As one of the unavoidable realities of human existence, death is also one of the oldest and most common themes in the history of art. From Egyptian tomb paintings and battle scenes on Greek vases by anonymous artists, to depictions of the Crucifixion and Resurrection of Jesus by the great Renaissance masters, to contemporary encounters with these subjects by such artists as Damien Hirst and Andres Serrano, the contents of this book highlight three thousand years of the iconography of death and resurrection.... De Pascale explores depictions of these two subjects thematically, through chapters on violent death, ceremonial tributes to the departed, allegorical depictions of death, and the journey to the afterlife.--Death and Resurrection in Art: Guide to Imagery, by Enrico De Pascale
I have just received what may well be my new favorite book: Death and Resurrection in Art: Guide to Imagery, by Enrico De Pascale.
Published by the J. Paul Getty Museum as a translation from an Italian original (which may explain why its so dang good!), the book is a lavishly illustrated and encyclopedic examination of artworks--ranging from ancient Egypt to the present--featuring themes of death and resurrection. The book is organized via a broadly imagined grouping of themes, such as (just a few of my favorites here) martyrdom, suicide, ex votos, "the black lady," "ars moriendi" (or "art of dying"), symbols of death, vanitas, plague, monument of the fallen, blood, Eros and Thanatos, "investigated body" (the anatomical body), the cult of the dead, relics and reliquaries, and tomb art.
The book features hundreds of amazing artworks beautifully reproduced--some old favorites, and some new revelations--augmented by fascinating, concise-yet-thorough documentation. Each topic is introduced by a page that outlines the theme by providing a definition, linking it to corresponding literature, and surveying its iconographic distribution. Each page is set up in a friendly, lots-of-white-space DK Books kind of layout with lots of commentary (see top image--click on image to enlarge) that invites close reading. I really cannot put it down, and have found much to be inspired by in the images and information I've found here. This is the book I always wished had existed when I was just discovering the richness of this topic as a teenager. I could not recommend this book more highly!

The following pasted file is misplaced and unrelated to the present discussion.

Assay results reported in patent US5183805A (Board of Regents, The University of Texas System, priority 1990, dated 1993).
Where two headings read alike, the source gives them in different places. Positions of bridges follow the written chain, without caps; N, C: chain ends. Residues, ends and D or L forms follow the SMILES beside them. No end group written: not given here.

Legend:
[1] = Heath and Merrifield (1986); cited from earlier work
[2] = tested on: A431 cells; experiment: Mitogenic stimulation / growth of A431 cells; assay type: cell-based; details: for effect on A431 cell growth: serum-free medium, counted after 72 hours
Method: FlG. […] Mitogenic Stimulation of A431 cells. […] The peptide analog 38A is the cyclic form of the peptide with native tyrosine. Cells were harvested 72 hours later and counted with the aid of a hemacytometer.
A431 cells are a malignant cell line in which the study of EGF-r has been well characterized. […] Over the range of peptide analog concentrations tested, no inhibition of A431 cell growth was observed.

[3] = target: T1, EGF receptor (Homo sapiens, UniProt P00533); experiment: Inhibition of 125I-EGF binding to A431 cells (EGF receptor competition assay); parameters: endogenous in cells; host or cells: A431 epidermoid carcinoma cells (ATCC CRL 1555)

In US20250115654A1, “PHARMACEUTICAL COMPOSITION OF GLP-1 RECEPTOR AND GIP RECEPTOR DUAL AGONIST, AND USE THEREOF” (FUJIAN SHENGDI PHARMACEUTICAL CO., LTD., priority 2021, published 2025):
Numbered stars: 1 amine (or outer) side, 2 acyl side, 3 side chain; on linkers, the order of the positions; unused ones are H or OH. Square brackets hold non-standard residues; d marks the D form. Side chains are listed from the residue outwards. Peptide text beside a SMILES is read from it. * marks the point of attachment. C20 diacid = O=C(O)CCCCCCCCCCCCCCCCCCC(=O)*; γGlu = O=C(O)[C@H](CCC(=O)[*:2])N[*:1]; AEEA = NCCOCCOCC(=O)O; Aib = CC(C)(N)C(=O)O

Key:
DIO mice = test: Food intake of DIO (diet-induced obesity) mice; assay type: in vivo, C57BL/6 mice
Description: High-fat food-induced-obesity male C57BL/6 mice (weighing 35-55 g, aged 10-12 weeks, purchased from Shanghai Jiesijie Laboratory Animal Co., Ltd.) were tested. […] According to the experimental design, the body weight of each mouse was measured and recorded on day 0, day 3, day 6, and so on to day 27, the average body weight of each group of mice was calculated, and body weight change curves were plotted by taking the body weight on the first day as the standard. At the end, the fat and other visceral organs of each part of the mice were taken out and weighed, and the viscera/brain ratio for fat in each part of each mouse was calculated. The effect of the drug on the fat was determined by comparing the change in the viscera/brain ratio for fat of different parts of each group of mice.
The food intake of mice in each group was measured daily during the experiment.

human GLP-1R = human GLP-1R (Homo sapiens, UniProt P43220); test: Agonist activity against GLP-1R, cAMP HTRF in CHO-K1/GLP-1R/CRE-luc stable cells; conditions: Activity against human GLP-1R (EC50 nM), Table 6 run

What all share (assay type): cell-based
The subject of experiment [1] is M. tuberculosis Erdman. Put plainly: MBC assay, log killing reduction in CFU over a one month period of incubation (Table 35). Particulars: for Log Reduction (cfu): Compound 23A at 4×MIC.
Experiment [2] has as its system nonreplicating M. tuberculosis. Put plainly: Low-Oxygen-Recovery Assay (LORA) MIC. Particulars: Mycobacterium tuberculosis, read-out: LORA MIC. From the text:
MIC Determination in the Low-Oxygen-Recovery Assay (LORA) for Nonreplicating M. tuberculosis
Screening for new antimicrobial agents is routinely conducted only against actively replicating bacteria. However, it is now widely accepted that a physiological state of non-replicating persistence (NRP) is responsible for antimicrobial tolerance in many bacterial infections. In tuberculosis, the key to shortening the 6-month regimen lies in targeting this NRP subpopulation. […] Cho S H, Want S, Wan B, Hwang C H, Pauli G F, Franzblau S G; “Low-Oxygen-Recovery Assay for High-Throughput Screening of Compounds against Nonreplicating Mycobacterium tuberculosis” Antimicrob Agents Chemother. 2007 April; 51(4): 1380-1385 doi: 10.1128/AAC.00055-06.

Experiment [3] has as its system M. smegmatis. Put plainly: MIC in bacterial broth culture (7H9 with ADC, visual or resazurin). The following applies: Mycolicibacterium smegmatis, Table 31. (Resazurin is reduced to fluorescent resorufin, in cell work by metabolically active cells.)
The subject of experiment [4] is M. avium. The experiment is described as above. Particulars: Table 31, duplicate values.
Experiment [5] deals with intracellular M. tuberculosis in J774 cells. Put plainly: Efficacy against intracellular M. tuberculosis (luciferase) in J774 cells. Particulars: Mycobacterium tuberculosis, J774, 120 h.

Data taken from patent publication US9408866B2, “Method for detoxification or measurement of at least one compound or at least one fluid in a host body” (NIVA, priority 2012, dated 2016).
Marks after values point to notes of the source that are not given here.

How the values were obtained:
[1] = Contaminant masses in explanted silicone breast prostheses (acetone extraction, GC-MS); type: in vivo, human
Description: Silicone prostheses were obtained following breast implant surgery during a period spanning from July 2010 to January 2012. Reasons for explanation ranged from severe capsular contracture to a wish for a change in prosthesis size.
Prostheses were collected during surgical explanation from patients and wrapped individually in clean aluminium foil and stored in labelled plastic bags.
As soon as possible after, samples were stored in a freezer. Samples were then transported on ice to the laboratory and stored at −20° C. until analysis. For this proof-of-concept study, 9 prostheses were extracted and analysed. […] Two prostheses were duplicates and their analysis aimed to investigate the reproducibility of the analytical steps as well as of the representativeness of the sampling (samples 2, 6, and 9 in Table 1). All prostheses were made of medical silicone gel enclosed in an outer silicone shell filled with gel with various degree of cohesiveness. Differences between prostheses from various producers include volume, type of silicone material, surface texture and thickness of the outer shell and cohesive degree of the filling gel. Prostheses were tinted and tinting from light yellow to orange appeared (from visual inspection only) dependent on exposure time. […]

You can find out more about the book (which is now available at a pre-order discount!) here.
All images shown above are featured in the book. Top to bottom: Self Portrait with Death, Edvard Munch, page view from book; The Body of the Dead Christ in the Tomb, Hans Holbein; Skeletons Fighting Over a Smoked Herring, James Ensor (1891); Death and the Maiden, Egon SchieleSchiavonetti (1808); Bidibidobidiboo, Maurizio Cattelan (1996); The Triumph of Death, from the Heures de Rohan (c. 1418-25). (1915); The Soul Hovering over the Body Reluctantly Parting with Life, drawn by W. Blake and etched by L.